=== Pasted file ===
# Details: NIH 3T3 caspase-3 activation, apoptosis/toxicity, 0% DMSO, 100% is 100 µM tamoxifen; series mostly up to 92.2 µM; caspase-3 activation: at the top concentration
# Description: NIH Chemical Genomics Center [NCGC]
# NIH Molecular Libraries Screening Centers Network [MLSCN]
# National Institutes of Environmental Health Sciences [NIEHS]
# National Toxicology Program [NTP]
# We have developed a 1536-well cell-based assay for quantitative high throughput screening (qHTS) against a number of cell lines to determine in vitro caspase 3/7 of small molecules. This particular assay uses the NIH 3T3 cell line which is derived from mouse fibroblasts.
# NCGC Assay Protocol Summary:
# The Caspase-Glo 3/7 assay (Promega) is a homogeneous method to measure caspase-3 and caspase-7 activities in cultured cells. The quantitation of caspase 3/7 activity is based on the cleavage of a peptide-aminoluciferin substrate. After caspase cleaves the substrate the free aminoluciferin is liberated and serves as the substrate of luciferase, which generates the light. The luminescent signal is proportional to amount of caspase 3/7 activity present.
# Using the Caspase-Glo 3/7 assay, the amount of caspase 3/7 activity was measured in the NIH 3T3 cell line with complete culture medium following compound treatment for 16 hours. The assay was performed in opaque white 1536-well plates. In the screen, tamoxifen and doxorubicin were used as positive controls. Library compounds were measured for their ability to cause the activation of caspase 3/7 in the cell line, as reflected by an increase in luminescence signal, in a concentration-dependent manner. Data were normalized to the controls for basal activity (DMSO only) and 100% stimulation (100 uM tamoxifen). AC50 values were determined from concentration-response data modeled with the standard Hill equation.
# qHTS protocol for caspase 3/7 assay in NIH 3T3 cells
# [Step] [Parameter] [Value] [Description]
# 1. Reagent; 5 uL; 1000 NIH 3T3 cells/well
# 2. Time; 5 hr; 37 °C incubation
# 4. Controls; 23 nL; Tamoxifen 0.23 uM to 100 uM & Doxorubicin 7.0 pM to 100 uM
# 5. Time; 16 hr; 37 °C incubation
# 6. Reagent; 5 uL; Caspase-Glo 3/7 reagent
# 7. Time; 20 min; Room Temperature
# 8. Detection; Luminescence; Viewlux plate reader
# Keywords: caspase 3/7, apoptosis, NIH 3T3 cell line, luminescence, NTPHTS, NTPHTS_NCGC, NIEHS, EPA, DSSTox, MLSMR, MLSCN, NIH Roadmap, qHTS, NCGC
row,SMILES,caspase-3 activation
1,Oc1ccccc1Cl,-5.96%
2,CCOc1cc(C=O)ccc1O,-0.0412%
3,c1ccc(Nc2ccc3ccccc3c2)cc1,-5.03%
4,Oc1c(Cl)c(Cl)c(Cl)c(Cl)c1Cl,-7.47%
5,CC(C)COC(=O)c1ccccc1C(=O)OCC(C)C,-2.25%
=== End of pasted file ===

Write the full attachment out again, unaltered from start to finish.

# Details: NIH 3T3 caspase-3 activation, apoptosis/toxicity, 0% DMSO, 100% is 100 µM tamoxifen; series mostly up to 92.2 µM; caspase-3 activation: at the top concentration
# Description: NIH Chemical Genomics Center [NCGC]
# NIH Molecular Libraries Screening Centers Network [MLSCN]
# National Institutes of Environmental Health Sciences [NIEHS]
# National Toxicology Program [NTP]
# We have developed a 1536-well cell-based assay for quantitative high throughput screening (qHTS) against a number of cell lines to determine in vitro caspase 3/7 of small molecules. This particular assay uses the NIH 3T3 cell line which is derived from mouse fibroblasts.
# NCGC Assay Protocol Summary:
# The Caspase-Glo 3/7 assay (Promega) is a homogeneous method to measure caspase-3 and caspase-7 activities in cultured cells. The quantitation of caspase 3/7 activity is based on the cleavage of a peptide-aminoluciferin substrate. After caspase cleaves the substrate the free aminoluciferin is liberated and serves as the substrate of luciferase, which generates the light. The luminescent signal is proportional to amount of caspase 3/7 activity present.
# Using the Caspase-Glo 3/7 assay, the amount of caspase 3/7 activity was measured in the NIH 3T3 cell line with complete culture medium following compound treatment for 16 hours. The assay was performed in opaque white 1536-well plates. In the screen, tamoxifen and doxorubicin were used as positive controls. Library compounds were measured for their ability to cause the activation of caspase 3/7 in the cell line, as reflected by an increase in luminescence signal, in a concentration-dependent manner. Data were normalized to the controls for basal activity (DMSO only) and 100% stimulation (100 uM tamoxifen). AC50 values were determined from concentration-response data modeled with the standard Hill equation.
# qHTS protocol for caspase 3/7 assay in NIH 3T3 cells
# [Step] [Parameter] [Value] [Description]
# 1. Reagent; 5 uL; 1000 NIH 3T3 cells/well
# 2. Time; 5 hr; 37 °C incubation
# 4. Controls; 23 nL; Tamoxifen 0.23 uM to 100 uM & Doxorubicin 7.0 pM to 100 uM
# 5. Time; 16 hr; 37 °C incubation
# 6. Reagent; 5 uL; Caspase-Glo 3/7 reagent
# 7. Time; 20 min; Room Temperature
# 8. Detection; Luminescence; Viewlux plate reader
# Keywords: caspase 3/7, apoptosis, NIH 3T3 cell line, luminescence, NTPHTS, NTPHTS_NCGC, NIEHS, EPA, DSSTox, MLSMR, MLSCN, NIH Roadmap, qHTS, NCGC
row,SMILES,caspase-3 activation
1,Oc1ccccc1Cl,-5.96%
2,CCOc1cc(C=O)ccc1O,-0.0412%
3,c1ccc(Nc2ccc3ccccc3c2)cc1,-5.03%
4,Oc1c(Cl)c(Cl)c(Cl)c(Cl)c1Cl,-7.47%
5,CC(C)COC(=O)c1ccccc1C(=O)OCC(C)C,-2.25%